The equine intestinal threadworm, Strongyloides westeri, is somewhat unique. These small, hairlike worms are 8 to 9 millimeters long and only the adult female is parasitic.
To add to the uniqueness of this parasite, the adult males and females can exist outside the host in a free-living state. When conditions become unfavorable for existence on the outside, the females produce eggs that hatch into third-stage infective larvae and either are eaten by the horse or penetrate the skin. If they penetrate the skin, the larvae migrate to the lungs, penetrate the alveoli, and after reaching the trachea, are coughed up and swallowed. They continue to develop to adulthood in the gut.
Some of these migrating larvae do not develop, but remain dormant in muscle tissue of mares until they foal. Then they migrate into the mammary gland and infest nursing foals via the colostrum. S. westeri has been thought to contribute to foal heat diarrhea, which occurs 12 to 13 days after birth.
The most common tapeworm in horses is in the genus Anoplocephala. This cestode, or flatworm, Anoplocephala magna, is called the "large horse tapeworm" and occurs most often in the small intestine. It also is found in the stomach and sometimes in the cecum.
This is a fairly robust tapeworm about 25 centimeters long, with very short segments. It retains its position in the host by attaching to the small intestine lining by four suckers located on the head (scolex). Like all tapeworms, both sexes are contained in each individual segment (proglottid).
This worm has an indirect life cycle: the eggs are passed in the host's feces and are eaten by pasture mites, which are the intermediate hosts. After the horse eats the oribatid mite containing the infective cysticercoid (larva), the larva develops into an adult in the horse's small intestine in 6 to 10 weeks. Typically, these worms don't live very long in their host.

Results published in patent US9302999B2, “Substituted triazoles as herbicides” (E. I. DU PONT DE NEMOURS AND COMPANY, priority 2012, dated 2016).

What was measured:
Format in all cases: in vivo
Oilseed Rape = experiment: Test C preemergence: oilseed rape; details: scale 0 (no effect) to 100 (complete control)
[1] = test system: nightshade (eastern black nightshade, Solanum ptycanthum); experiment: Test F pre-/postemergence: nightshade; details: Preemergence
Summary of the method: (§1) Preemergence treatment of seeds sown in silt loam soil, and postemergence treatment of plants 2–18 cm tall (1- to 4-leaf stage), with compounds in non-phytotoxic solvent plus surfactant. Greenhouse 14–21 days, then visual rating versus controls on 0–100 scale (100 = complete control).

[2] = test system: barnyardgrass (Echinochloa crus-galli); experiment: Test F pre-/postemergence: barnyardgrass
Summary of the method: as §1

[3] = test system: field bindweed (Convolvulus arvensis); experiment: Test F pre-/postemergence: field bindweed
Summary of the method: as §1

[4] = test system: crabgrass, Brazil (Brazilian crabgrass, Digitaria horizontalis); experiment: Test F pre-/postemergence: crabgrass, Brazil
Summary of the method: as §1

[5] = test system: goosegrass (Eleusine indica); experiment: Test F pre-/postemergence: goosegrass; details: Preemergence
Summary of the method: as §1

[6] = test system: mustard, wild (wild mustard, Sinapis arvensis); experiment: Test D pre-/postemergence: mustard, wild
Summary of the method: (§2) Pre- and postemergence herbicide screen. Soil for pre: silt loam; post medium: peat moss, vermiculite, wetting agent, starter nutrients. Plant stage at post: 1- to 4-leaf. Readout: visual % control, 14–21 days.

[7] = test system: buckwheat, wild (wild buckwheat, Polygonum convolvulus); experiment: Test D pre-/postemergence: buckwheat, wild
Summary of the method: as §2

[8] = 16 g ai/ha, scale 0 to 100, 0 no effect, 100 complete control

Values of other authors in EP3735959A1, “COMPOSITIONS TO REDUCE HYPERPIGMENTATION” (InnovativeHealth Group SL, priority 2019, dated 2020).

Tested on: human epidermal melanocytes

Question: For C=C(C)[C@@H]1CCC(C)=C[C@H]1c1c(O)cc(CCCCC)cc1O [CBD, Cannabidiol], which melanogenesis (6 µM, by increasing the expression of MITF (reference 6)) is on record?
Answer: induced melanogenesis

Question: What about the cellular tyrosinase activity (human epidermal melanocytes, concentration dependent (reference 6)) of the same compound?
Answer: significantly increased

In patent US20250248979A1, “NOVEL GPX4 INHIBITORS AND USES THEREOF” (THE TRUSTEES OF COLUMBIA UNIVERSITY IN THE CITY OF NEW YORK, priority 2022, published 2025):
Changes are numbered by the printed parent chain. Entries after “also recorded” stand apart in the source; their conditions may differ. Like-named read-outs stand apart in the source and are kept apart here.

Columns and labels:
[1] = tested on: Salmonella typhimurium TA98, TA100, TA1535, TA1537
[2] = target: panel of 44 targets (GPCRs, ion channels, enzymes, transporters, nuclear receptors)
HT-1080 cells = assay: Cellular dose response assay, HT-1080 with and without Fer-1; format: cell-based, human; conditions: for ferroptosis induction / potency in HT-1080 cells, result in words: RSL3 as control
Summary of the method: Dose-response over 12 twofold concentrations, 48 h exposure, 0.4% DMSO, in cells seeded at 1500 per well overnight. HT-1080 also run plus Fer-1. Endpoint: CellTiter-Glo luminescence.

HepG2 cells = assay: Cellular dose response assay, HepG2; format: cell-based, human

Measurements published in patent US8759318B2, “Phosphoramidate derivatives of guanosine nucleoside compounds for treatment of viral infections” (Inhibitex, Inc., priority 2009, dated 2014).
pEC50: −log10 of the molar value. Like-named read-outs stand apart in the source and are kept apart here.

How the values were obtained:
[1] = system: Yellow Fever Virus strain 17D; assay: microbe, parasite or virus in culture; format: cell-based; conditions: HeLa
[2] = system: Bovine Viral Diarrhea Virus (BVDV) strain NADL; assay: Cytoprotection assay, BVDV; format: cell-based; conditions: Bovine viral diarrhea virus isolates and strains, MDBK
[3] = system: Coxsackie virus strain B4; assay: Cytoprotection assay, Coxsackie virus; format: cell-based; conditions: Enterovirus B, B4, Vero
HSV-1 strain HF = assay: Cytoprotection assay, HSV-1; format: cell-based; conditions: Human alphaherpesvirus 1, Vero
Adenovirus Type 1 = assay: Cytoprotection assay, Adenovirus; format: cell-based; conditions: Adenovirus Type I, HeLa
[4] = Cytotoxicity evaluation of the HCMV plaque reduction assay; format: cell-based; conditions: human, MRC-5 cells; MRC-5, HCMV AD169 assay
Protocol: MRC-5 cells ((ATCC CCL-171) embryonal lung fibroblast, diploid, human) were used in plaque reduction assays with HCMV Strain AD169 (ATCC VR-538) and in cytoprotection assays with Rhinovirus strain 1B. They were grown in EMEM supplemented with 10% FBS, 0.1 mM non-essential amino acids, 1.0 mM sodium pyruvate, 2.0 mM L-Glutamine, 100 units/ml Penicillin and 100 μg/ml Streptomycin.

With light infestations, horses show no signs. Heavy infestations cause horses to suffer colic and diarrhea and possibly go off feed. They often are depressed, may become dehydrated, and spend a lot of time lying down. When many worms are present, sometimes few feces are passed because the worms cause an intestinal obstruction. Heavy infestations of this parasite can produce complications that result in death.
Horse tapeworm infection is diagnosed by finding the eggs in the feces. But many horses do not pass eggs, especially with heavy infestations, so tapeworms may not be diagnosed when present.
Anoplocephaliasis in the horse is usually a disease of yearlings at pasture.
Although this parasite is most common in donkeys, horses also harbor worms (Dictyocaulus arnfieldi) that live in their lungs. The lungworm is another nematode, or roundworm, parasite. Females are about 60 millimeters long, and males can be a little over half that. Adults live in the lungs of horses, where they mate; the eggs produced by the females are coughed up by the horse, swallowed, and passed with the feces.
Dictyocaulus has a direct life cycle. Horses become infected by ingesting the third-stage larva. In horses, the lungworm adults may never produce eggs; in donkeys, they may start producing eggs in 3 to 4 months. Although lungworms cause few clinical problems in donkeys, in horses they may cause coughing, an increased respiratory rate, and some nasal discharge. Because eggs often are not produced in horses, diagnosis becomes difficult; veterinarians cannot find eggs in the feces, so they must rely on history--including whether donkeys are grazing with horses--and clinical signs to diagnose the disease.
The habronemas, which consist of Habronema muscae, H. majus, and H. megastoma (Draschia megastoma), are the equine stomach worms that cause two rather distinct diseases in horses: gastric and cutaneous habronemiasis. Habronemas have indirect life cycles, with house and stable flies serving as intermediate hosts.
Habronema eggs, which pass with the horse's feces, are eaten by fly maggots and mature with the fly as it becomes an adult. Infective larvae are deposited around the horse's lips and nostrils where the flies feed, thereby gaining entrance into the horse's mouth. Horses may also become infected by ingesting infected adult flies that have become entrapped in food or water. The larvae are freed in the horse's stomach and develop into adults in about 2 months. In the stomach of horses, these parasites produce fibrous tumors, or numerous nodules that, if close together, form a tumor.
Another type of disease caused by this parasite is cutaneous habronemiasis or summer sores. This also is caused by species of Habronema, but is due to the larvae that the intermediate host deposits in existing wounds in the skin. (Some parasitologists think that the larvae can penetrate healthy skin.) Cutaneous habronemiasis occurs during the summer and is most common on areas where horses cannot switch flies, such as the inside of the legs, over the withers, the penile sheath, and fetlocks.